The last-minute present is always a bad idea. Haste clings to it like a bad smell, no matter how expensive. Did you ever wonder why we wrap presents, carefully, in special fancy paper, with ribbons and such? It’s because wrapping takes time, supplies and skill. You can’t do it well on your knee heading home. Wrapping shows premeditation, the key to gift giving.
My patented Neil Steinberg Gift Method involves a talent not well developed in many men: listening. You must try to follow the stream of practical observations, chore requests and whimsy that your loved one emits — a steady patter like: “The property tax bill is due, I’ve got to get the boiler man in to look at the boiler, and would you mind taking all the dishes out of the kitchen cabinets and organizing them according to color and size, and oh look there’s a kitten outside, hey kitty kitty kitty, oooh what a cute-um kit-um whum-mums we don’t have enough books about kitties scattered around the house . . .”
It’s that last part that should be noted and filed away for the next gift-giving occasion: Get her books about cats. My present — and I’ve had my wife’s Hanukkah gift for months now — is always a hit, since it’s always exactly what she wants, because she tells me what to get, unwittingly.
Not every gift is a big deal for the big deal in your life. There are also those little tokens for friends, and again, I have the perfect one and it’ll only set you back $10.
It’s a book, but unlike most books, whether it will be enjoyed does not depend on the taste of the reader. This book is a one-size-fits-all, Type O, universal donor gift. Since it came out last year, I’ve not only read it and loved it but given, loaned or recommended it to a dozen people — my wife, brother, bosses, friends. It just blows them away, so much so that I began to feel guilty not writing about it, like I’m being selfish.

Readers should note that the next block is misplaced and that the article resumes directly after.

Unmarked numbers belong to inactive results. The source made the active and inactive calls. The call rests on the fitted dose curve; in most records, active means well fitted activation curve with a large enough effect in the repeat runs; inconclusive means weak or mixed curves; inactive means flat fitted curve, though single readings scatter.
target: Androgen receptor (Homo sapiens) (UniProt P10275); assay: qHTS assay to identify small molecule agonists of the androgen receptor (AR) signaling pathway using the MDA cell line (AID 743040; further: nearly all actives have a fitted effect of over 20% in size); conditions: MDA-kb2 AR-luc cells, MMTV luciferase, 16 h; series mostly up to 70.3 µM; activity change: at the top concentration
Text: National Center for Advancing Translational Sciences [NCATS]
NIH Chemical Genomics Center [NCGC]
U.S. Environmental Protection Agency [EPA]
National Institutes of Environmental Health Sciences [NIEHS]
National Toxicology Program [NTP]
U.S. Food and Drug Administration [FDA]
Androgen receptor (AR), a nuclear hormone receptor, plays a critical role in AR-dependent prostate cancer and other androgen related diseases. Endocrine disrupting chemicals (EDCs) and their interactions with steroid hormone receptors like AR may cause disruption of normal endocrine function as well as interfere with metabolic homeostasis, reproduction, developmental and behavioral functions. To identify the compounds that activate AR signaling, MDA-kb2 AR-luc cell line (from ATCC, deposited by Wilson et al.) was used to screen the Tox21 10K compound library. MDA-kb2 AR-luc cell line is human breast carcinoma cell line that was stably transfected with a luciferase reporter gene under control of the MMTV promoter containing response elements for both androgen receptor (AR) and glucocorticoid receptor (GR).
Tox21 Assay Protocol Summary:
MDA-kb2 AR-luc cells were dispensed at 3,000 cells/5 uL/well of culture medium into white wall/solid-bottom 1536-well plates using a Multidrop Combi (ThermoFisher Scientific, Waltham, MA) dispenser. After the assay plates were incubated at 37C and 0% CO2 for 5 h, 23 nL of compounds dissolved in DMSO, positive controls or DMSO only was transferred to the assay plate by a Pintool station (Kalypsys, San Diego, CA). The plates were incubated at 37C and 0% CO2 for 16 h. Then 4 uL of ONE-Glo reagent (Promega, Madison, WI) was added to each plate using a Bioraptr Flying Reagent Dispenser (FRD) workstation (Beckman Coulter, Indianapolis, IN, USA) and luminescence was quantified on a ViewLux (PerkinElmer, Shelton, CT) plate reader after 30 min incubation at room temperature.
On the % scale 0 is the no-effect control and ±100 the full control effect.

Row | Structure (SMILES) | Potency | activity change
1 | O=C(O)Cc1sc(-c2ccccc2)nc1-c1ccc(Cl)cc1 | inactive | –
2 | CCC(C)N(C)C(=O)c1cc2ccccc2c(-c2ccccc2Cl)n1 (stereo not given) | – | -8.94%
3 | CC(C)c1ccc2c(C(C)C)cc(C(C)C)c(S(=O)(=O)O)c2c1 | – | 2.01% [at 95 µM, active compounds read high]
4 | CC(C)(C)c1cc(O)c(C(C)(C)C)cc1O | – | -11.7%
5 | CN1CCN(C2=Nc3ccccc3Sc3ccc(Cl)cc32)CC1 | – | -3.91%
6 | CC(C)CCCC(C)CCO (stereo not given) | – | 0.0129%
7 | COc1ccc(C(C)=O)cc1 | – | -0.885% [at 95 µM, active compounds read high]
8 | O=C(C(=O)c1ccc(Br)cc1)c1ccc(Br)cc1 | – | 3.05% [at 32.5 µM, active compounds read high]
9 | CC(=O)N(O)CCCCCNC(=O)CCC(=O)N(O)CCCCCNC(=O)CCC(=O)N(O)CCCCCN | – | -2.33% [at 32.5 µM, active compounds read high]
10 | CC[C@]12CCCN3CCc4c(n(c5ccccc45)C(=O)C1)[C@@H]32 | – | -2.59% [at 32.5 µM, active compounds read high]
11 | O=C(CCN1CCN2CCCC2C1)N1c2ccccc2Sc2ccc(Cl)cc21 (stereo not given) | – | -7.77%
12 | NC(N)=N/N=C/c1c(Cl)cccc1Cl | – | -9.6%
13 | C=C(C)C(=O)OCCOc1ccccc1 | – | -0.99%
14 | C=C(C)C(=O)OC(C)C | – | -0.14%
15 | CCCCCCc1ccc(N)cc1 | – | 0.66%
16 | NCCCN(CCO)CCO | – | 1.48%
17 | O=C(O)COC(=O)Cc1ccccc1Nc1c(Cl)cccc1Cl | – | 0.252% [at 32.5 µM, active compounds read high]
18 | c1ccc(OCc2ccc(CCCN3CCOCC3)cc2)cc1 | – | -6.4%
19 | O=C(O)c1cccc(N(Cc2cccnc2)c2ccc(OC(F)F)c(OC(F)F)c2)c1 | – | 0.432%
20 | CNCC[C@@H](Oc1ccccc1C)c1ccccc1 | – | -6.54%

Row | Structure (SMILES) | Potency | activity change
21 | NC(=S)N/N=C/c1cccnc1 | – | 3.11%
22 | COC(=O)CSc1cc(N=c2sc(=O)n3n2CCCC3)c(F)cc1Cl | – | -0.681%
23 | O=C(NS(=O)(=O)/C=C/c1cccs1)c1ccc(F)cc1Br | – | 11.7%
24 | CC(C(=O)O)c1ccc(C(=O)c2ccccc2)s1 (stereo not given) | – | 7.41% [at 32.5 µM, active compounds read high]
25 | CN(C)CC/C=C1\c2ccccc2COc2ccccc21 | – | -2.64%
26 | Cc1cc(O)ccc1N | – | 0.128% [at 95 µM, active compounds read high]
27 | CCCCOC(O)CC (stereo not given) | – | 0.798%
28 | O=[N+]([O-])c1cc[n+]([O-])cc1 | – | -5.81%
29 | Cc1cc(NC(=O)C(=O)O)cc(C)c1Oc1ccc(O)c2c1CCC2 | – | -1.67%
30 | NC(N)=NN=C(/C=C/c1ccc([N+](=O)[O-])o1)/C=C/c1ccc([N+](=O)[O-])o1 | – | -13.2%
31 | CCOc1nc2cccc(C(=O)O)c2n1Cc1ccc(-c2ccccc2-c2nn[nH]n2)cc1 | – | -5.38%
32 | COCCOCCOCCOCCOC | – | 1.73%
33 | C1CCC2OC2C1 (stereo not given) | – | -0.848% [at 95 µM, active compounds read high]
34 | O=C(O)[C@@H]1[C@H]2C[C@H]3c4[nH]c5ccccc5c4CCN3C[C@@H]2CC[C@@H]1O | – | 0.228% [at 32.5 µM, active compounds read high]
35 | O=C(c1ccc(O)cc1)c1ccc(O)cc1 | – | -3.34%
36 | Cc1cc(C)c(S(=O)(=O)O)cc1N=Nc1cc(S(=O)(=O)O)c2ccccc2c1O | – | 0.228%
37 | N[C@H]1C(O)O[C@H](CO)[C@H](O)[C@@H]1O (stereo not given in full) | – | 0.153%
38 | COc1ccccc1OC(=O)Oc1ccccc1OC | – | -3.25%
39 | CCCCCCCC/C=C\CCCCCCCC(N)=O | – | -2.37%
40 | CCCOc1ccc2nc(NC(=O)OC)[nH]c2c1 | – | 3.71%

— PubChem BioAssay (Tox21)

The book is The Fiddler in the Subway, a collection of articles by Gene Weingarten, the two-time Pulitzer Prize winning Washington Post columnist. (Buy the book at a 32% discount by clicking here or in Kindle Edition at a 19% discount by clicking here)
For the title story, Weingarten somehow persuades violin superstar Joshua Bell to stand in the D.C. subway during rush hour playing for spare change.
In another writer’s hands — mine, for instance — that might end up a jokey, “Candid Camera” kind of piece. But Weingarten makes it into a meditation on our hectic and charmless lives. It’s beautiful.
There are 19 more stories. Some do a similar shift. “The Great Zucchini” starts as a profile of “Washington’s preeminent preschool entertainer.” We get a slice of clowning at suburban children’s birthday parties, then suddenly we’re off to Atlantic City to gamble alongside a clown with personal problems.
The range is breathtaking: light humor to a piece the editor of the anthology asks him to warn readers is “extremely disturbing.”
Is it ever. “Fatal Distraction” is about a subject we’ve all seen stories on — harried parents who on hot days forget their infants in car seats, where they die, horribly. I can’t turn the page quick enough when I see those stories. Weingarten instead plunges into the topic with deep humanity and compassion.
Usually writers are jealous of each other, and were these stories less excellent I might envy the time Weingarten obviously has to lavish on writing them. But they’re so extraordinary that I just feel proud to be in the same profession as this guy.
Buy it, read it, give it to your friends — trust me here. If you later feel dissatisfied, I’ll buy your copy from you. I’m always looking for more, since I tend to give mine away, and the one copy I’ve got looks like somebody scrubbed the floor with it. The holidays approach, tick tock, don’t wait until the last minute.
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